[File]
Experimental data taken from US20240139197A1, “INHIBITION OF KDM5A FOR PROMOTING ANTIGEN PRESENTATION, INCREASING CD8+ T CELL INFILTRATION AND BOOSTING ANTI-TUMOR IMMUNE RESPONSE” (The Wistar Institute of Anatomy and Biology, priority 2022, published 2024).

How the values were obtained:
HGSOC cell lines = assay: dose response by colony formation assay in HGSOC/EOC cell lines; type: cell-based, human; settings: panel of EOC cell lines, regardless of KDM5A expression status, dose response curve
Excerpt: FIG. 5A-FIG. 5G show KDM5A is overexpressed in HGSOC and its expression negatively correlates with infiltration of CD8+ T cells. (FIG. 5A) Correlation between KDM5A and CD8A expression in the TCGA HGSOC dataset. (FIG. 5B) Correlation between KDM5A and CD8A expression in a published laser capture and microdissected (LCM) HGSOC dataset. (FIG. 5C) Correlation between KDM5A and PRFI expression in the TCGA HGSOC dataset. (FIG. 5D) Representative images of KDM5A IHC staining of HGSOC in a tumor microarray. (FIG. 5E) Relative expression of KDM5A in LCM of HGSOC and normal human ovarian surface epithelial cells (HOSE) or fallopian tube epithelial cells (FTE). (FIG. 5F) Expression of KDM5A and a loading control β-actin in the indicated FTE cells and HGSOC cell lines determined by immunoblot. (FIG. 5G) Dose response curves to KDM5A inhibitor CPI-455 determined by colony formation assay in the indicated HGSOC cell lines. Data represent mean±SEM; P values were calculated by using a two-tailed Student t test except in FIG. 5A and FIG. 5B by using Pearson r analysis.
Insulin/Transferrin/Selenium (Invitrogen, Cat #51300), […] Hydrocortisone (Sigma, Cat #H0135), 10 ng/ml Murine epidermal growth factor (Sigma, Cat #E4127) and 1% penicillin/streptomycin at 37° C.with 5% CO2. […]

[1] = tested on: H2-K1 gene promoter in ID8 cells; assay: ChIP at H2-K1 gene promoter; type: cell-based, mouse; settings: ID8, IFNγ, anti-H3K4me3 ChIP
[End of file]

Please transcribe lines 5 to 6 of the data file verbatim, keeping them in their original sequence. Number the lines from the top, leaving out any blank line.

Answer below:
Insulin/Transferrin/Selenium (Invitrogen, Cat #51300), […] Hydrocortisone (Sigma, Cat #H0135), 10 ng/ml Murine epidermal growth factor (Sigma, Cat #E4127) and 1% penicillin/streptomycin at 37° C.with 5% CO2. […]

[1] = tested on: H2-K1 gene promoter in ID8 cells; assay: ChIP at H2-K1 gene promoter; type: cell-based, mouse; settings: ID8, IFNγ, anti-H3K4me3 ChIP